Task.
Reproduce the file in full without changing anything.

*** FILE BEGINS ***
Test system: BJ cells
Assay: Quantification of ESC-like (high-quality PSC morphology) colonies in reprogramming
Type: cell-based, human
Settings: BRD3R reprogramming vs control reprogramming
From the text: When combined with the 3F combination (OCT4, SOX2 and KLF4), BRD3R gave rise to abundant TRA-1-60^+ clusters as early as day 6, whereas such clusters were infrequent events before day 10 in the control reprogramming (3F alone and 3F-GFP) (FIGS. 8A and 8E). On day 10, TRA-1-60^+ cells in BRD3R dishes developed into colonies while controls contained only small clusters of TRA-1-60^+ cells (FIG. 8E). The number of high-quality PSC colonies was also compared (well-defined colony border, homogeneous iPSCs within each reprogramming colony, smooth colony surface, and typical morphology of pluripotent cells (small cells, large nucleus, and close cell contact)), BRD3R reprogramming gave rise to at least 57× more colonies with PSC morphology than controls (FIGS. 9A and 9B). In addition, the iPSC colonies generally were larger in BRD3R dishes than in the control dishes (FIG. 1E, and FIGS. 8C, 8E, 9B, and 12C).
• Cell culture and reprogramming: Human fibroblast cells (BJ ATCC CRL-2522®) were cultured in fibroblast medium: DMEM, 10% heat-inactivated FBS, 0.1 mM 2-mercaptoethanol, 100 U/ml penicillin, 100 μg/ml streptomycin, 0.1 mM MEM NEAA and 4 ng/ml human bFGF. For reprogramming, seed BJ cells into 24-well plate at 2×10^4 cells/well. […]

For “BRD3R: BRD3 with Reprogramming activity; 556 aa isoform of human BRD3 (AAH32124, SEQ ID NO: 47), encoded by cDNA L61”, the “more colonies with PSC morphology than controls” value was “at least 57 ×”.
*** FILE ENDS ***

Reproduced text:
Test system: BJ cells
Assay: Quantification of ESC-like (high-quality PSC morphology) colonies in reprogramming
Type: cell-based, human
Settings: BRD3R reprogramming vs control reprogramming
From the text: When combined with the 3F combination (OCT4, SOX2 and KLF4), BRD3R gave rise to abundant TRA-1-60^+ clusters as early as day 6, whereas such clusters were infrequent events before day 10 in the control reprogramming (3F alone and 3F-GFP) (FIGS. 8A and 8E). On day 10, TRA-1-60^+ cells in BRD3R dishes developed into colonies while controls contained only small clusters of TRA-1-60^+ cells (FIG. 8E). The number of high-quality PSC colonies was also compared (well-defined colony border, homogeneous iPSCs within each reprogramming colony, smooth colony surface, and typical morphology of pluripotent cells (small cells, large nucleus, and close cell contact)), BRD3R reprogramming gave rise to at least 57× more colonies with PSC morphology than controls (FIGS. 9A and 9B). In addition, the iPSC colonies generally were larger in BRD3R dishes than in the control dishes (FIG. 1E, and FIGS. 8C, 8E, 9B, and 12C).
• Cell culture and reprogramming: Human fibroblast cells (BJ ATCC CRL-2522®) were cultured in fibroblast medium: DMEM, 10% heat-inactivated FBS, 0.1 mM 2-mercaptoethanol, 100 U/ml penicillin, 100 μg/ml streptomycin, 0.1 mM MEM NEAA and 4 ng/ml human bFGF. For reprogramming, seed BJ cells into 24-well plate at 2×10^4 cells/well. […]

For “BRD3R: BRD3 with Reprogramming activity; 556 aa isoform of human BRD3 (AAH32124, SEQ ID NO: 47), encoded by cDNA L61”, the “more colonies with PSC morphology than controls” value was “at least 57 ×”.